New Jersey Gov. Chris Christie has signed his state’s revised online gambling legislation into law, officially setting up a race between the Garden State and Nevada for US online poker supremacy. Last week, Nevada took less than six hours for its legislators to amend its interactive gaming legislation to permit interstate compacts and for Gov. Brian Sandoval to sign it into law. On Tuesday, New Jersey took even less time for legislators to agree to the revisions Christie had stipulated under his conditional veto earlier this month, and Christie, who happened to be on hand for a scheduled address to a joint session of the legislature, gave the document his official stamp of approval mere minutes after legislators cast their votes.
New Jersey’s state Assembly approved the A2578 bill by a vote of 68-5-1, with the Senate approving their version (S1565) shortly thereafter by a margin of 34-1. Sen. Ray Lesniak, one of the bill’s biggest boosters, gave a speech after the vote describing the legislation as “the best news Atlantic City has heard in years” and jokingly suggested a grateful AC should erect a statue honoring bill sponsor Sen. Jim Whelan. Other legislators joked that Lesniak’s enthusiastic speech had come perilously close (but not quite) to thanking Christie, Lesniak’s traditional nemesis. Christie later stated that he was “confident that we are offering a responsible yet exciting option that will make Atlantic City more competitive while also bringing financial benefits to New Jersey as a whole.”
Christie’s signature makes New Jersey the third state to officially legalize online poker, following the trail blazed by Nevada and Delaware. Both New Jersey and Delaware have authorized a full suite of online gaming products, while Nevada has limited its offering to poker-only. New Jersey’s Division of Gaming Enforcement (DGE) must now set about the complex task of crafting regulations and issuing licenses. Only existing casino license holders will be eligible for online licenses, but partnerships with online operators are allowed, assuming said operators are judged suitable by the DGE and their software passes technical muster.
Under the terms of the law, actual online wagering must begin between 90 days and 270 days of today’s signing, putting a launch date somewhere between the start of June and mid November. Lesniak believes the state will be accepting bets in September, but on Monday, Caesars Entertainment Gary Loveman estimated it could be 18 months to two years before things actually get going. If Nevada is any guide, Loveman’s estimate would seem more rooted in reality, as Nevada’s earliest online poker licensees recently sought and received an extension on the date by which they were supposed to launch.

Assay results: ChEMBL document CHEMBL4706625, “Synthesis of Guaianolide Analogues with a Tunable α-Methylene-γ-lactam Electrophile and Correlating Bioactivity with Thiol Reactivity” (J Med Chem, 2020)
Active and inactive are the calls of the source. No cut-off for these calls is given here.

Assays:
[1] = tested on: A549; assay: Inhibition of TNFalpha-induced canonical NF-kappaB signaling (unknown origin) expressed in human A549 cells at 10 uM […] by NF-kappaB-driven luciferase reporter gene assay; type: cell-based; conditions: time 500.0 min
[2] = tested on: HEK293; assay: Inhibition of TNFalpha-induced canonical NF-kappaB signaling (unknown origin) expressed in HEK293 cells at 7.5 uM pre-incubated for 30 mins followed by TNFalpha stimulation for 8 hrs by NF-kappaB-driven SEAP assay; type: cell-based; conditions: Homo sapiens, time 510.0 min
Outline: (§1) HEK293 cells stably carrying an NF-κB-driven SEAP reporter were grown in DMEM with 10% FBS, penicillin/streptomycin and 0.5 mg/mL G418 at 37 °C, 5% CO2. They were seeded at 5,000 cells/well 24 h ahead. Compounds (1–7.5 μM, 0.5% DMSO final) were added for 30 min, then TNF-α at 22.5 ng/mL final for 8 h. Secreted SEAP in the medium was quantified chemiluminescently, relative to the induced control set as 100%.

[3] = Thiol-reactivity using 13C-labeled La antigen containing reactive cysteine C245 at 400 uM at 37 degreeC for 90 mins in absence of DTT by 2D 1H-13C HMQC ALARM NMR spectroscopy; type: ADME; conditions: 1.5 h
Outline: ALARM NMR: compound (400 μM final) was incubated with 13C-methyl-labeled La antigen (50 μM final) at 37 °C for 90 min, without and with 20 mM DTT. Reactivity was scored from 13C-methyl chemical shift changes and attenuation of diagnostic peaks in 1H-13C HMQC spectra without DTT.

The battle now commences for the hearts, minds and liquidity of other gaming-friendly states. This month has seen New Jersey and Nevada act with an urgency rarely witnessed in US legislative circles in a bid to become the dominant regulatory hub of a future US interstate online poker network. Lesniak told PokerNews.com that New Jersey needs “to get aggressive in courting other states to hook up with us. I expect the momentum to grow once states see the success we’re having with it in New Jersey.”
Leaving interstate compacts aside for the moment, of the three states to leqalize online poker, New Jersey is by far the best-equipped state to make a go of things on a solo basis. Its population of around 9m is more than twice that of Nevada (2.8m) and Delaware (900k) combined. Also, New Jersey could theoretically rely on an influx of grinders from populous neighboring states like New York and Pennsylvania. New Jersey requires only that wagering take place within state limits, rather than requiring players to establish residency in the state.
New Jersey’s online offering could also be sweetened by the presence of PokerStars. Stars’ proposed takeover of the Atlantic Club casino-hotel is currently awaiting regulatory approval, after which Stars would most assuredly seek an online license. Stars is prohibited from obtaining a Nevada license for at least five years due to that state’s ‘bad actors’ provision. Regardless, the online poker flood gates are officially open in the US of A!